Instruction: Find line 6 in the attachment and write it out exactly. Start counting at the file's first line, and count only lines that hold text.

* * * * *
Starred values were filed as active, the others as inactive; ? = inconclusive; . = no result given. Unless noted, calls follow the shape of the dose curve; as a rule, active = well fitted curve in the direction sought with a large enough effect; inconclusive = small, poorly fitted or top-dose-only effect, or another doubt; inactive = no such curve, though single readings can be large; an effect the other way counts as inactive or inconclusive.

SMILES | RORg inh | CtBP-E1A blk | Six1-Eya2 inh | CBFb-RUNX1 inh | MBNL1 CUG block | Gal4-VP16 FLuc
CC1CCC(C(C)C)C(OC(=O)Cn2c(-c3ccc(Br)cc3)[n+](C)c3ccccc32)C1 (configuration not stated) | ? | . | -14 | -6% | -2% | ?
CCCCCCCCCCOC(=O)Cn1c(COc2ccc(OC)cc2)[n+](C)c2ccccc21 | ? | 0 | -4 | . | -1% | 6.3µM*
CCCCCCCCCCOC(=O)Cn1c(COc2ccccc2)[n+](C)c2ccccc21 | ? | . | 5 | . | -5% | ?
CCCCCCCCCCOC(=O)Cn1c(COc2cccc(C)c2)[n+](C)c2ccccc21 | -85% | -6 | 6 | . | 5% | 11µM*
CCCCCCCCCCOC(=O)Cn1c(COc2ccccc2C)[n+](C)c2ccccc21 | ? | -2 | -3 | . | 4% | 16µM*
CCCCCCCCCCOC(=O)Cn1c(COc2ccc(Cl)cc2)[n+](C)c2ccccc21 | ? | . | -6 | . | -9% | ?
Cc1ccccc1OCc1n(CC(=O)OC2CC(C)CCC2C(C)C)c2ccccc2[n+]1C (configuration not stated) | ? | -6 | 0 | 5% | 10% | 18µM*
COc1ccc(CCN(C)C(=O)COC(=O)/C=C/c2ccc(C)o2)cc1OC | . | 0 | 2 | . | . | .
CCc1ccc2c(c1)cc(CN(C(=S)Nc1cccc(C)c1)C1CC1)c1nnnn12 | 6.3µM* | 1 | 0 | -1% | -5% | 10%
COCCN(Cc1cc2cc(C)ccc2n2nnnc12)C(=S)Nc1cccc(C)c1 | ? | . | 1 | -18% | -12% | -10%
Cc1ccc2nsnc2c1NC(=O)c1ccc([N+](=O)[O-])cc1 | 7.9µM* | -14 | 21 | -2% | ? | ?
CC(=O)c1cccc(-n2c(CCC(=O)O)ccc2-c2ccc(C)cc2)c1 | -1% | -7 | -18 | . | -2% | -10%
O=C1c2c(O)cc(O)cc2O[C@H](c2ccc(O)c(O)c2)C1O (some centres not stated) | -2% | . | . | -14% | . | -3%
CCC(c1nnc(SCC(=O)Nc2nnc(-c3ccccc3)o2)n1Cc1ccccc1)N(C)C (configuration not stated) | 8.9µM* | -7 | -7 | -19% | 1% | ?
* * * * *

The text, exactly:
CCCCCCCCCCOC(=O)Cn1c(COc2cccc(C)c2)[n+](C)c2ccccc21 | -85% | -6 | 6 | . | 5% | 11µM*